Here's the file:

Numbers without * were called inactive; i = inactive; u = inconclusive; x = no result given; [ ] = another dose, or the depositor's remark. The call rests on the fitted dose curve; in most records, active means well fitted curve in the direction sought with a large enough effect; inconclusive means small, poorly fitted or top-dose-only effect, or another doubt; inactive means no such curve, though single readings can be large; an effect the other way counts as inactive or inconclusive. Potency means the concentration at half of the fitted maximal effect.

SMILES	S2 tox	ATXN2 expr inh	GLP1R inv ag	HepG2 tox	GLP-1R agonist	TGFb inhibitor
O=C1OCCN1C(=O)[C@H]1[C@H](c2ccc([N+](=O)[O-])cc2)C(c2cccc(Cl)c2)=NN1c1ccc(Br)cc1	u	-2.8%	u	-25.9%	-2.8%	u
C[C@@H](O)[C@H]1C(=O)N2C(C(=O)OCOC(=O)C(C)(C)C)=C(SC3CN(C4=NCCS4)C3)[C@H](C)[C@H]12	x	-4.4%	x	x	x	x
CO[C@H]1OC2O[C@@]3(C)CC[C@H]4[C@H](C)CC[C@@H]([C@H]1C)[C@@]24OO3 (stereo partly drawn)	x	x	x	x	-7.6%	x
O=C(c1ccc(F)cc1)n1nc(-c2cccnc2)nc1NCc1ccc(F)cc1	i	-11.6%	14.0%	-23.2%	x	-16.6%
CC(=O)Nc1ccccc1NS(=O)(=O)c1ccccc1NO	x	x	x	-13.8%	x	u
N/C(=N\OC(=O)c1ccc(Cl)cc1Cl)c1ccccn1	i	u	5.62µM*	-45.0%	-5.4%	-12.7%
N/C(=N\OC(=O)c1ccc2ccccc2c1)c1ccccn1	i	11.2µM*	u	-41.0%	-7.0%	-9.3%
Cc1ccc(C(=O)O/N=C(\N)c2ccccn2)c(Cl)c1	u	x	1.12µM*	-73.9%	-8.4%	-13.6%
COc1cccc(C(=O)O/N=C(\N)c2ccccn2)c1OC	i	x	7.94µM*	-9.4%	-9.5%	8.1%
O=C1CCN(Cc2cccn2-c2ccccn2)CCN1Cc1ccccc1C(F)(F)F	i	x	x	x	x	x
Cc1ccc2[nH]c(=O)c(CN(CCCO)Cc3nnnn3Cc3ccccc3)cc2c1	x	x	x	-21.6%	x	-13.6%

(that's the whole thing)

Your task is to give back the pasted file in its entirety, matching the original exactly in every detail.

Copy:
Numbers without * were called inactive; i = inactive; u = inconclusive; x = no result given; [ ] = another dose, or the depositor's remark. The call rests on the fitted dose curve; in most records, active means well fitted curve in the direction sought with a large enough effect; inconclusive means small, poorly fitted or top-dose-only effect, or another doubt; inactive means no such curve, though single readings can be large; an effect the other way counts as inactive or inconclusive. Potency means the concentration at half of the fitted maximal effect.

SMILES	S2 tox	ATXN2 expr inh	GLP1R inv ag	HepG2 tox	GLP-1R agonist	TGFb inhibitor
O=C1OCCN1C(=O)[C@H]1[C@H](c2ccc([N+](=O)[O-])cc2)C(c2cccc(Cl)c2)=NN1c1ccc(Br)cc1	u	-2.8%	u	-25.9%	-2.8%	u
C[C@@H](O)[C@H]1C(=O)N2C(C(=O)OCOC(=O)C(C)(C)C)=C(SC3CN(C4=NCCS4)C3)[C@H](C)[C@H]12	x	-4.4%	x	x	x	x
CO[C@H]1OC2O[C@@]3(C)CC[C@H]4[C@H](C)CC[C@@H]([C@H]1C)[C@@]24OO3 (stereo partly drawn)	x	x	x	x	-7.6%	x
O=C(c1ccc(F)cc1)n1nc(-c2cccnc2)nc1NCc1ccc(F)cc1	i	-11.6%	14.0%	-23.2%	x	-16.6%
CC(=O)Nc1ccccc1NS(=O)(=O)c1ccccc1NO	x	x	x	-13.8%	x	u
N/C(=N\OC(=O)c1ccc(Cl)cc1Cl)c1ccccn1	i	u	5.62µM*	-45.0%	-5.4%	-12.7%
N/C(=N\OC(=O)c1ccc2ccccc2c1)c1ccccn1	i	11.2µM*	u	-41.0%	-7.0%	-9.3%
Cc1ccc(C(=O)O/N=C(\N)c2ccccn2)c(Cl)c1	u	x	1.12µM*	-73.9%	-8.4%	-13.6%
COc1cccc(C(=O)O/N=C(\N)c2ccccn2)c1OC	i	x	7.94µM*	-9.4%	-9.5%	8.1%
O=C1CCN(Cc2cccn2-c2ccccn2)CCN1Cc1ccccc1C(F)(F)F	i	x	x	x	x	x
Cc1ccc2[nH]c(=O)c(CN(CCCO)Cc3nnnn3Cc3ccccc3)cc2c1	x	x	x	-21.6%	x	-13.6%